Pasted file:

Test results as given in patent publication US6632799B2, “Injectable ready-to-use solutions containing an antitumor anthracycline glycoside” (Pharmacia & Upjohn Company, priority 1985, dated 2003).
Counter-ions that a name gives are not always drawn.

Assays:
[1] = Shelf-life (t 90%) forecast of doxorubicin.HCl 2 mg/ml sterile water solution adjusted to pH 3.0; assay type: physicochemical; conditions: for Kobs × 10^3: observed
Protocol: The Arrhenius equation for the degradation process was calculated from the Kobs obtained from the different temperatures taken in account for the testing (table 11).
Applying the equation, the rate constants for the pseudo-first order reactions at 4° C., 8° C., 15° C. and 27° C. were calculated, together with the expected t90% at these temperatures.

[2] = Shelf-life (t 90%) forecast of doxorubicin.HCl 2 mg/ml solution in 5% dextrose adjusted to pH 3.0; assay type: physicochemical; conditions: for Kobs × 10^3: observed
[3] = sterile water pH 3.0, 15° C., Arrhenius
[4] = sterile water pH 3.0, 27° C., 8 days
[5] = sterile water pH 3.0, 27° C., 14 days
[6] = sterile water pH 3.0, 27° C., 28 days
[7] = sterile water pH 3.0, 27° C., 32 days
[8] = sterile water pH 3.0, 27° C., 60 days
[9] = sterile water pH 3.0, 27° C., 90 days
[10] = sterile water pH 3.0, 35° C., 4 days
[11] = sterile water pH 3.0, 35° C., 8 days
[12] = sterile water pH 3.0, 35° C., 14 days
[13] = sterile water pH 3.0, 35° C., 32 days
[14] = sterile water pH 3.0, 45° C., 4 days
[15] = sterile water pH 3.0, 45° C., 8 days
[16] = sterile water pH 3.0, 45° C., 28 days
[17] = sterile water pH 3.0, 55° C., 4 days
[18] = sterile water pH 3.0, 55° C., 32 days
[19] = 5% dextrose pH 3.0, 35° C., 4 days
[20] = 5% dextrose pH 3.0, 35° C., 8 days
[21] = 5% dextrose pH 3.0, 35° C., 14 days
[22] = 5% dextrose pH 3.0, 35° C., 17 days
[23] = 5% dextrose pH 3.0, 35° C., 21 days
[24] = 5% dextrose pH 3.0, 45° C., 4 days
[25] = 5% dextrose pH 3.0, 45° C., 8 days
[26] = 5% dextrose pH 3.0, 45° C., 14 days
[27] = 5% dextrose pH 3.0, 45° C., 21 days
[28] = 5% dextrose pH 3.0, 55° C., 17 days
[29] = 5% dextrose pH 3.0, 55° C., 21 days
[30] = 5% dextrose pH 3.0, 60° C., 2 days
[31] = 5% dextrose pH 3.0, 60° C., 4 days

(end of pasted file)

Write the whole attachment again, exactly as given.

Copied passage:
Test results as given in patent publication US6632799B2, “Injectable ready-to-use solutions containing an antitumor anthracycline glycoside” (Pharmacia & Upjohn Company, priority 1985, dated 2003).
Counter-ions that a name gives are not always drawn.

Assays:
[1] = Shelf-life (t 90%) forecast of doxorubicin.HCl 2 mg/ml sterile water solution adjusted to pH 3.0; assay type: physicochemical; conditions: for Kobs × 10^3: observed
Protocol: The Arrhenius equation for the degradation process was calculated from the Kobs obtained from the different temperatures taken in account for the testing (table 11).
Applying the equation, the rate constants for the pseudo-first order reactions at 4° C., 8° C., 15° C. and 27° C. were calculated, together with the expected t90% at these temperatures.

[2] = Shelf-life (t 90%) forecast of doxorubicin.HCl 2 mg/ml solution in 5% dextrose adjusted to pH 3.0; assay type: physicochemical; conditions: for Kobs × 10^3: observed
[3] = sterile water pH 3.0, 15° C., Arrhenius
[4] = sterile water pH 3.0, 27° C., 8 days
[5] = sterile water pH 3.0, 27° C., 14 days
[6] = sterile water pH 3.0, 27° C., 28 days
[7] = sterile water pH 3.0, 27° C., 32 days
[8] = sterile water pH 3.0, 27° C., 60 days
[9] = sterile water pH 3.0, 27° C., 90 days
[10] = sterile water pH 3.0, 35° C., 4 days
[11] = sterile water pH 3.0, 35° C., 8 days
[12] = sterile water pH 3.0, 35° C., 14 days
[13] = sterile water pH 3.0, 35° C., 32 days
[14] = sterile water pH 3.0, 45° C., 4 days
[15] = sterile water pH 3.0, 45° C., 8 days
[16] = sterile water pH 3.0, 45° C., 28 days
[17] = sterile water pH 3.0, 55° C., 4 days
[18] = sterile water pH 3.0, 55° C., 32 days
[19] = 5% dextrose pH 3.0, 35° C., 4 days
[20] = 5% dextrose pH 3.0, 35° C., 8 days
[21] = 5% dextrose pH 3.0, 35° C., 14 days
[22] = 5% dextrose pH 3.0, 35° C., 17 days
[23] = 5% dextrose pH 3.0, 35° C., 21 days
[24] = 5% dextrose pH 3.0, 45° C., 4 days
[25] = 5% dextrose pH 3.0, 45° C., 8 days
[26] = 5% dextrose pH 3.0, 45° C., 14 days
[27] = 5% dextrose pH 3.0, 45° C., 21 days
[28] = 5% dextrose pH 3.0, 55° C., 17 days
[29] = 5% dextrose pH 3.0, 55° C., 21 days
[30] = 5% dextrose pH 3.0, 60° C., 2 days
[31] = 5% dextrose pH 3.0, 60° C., 4 days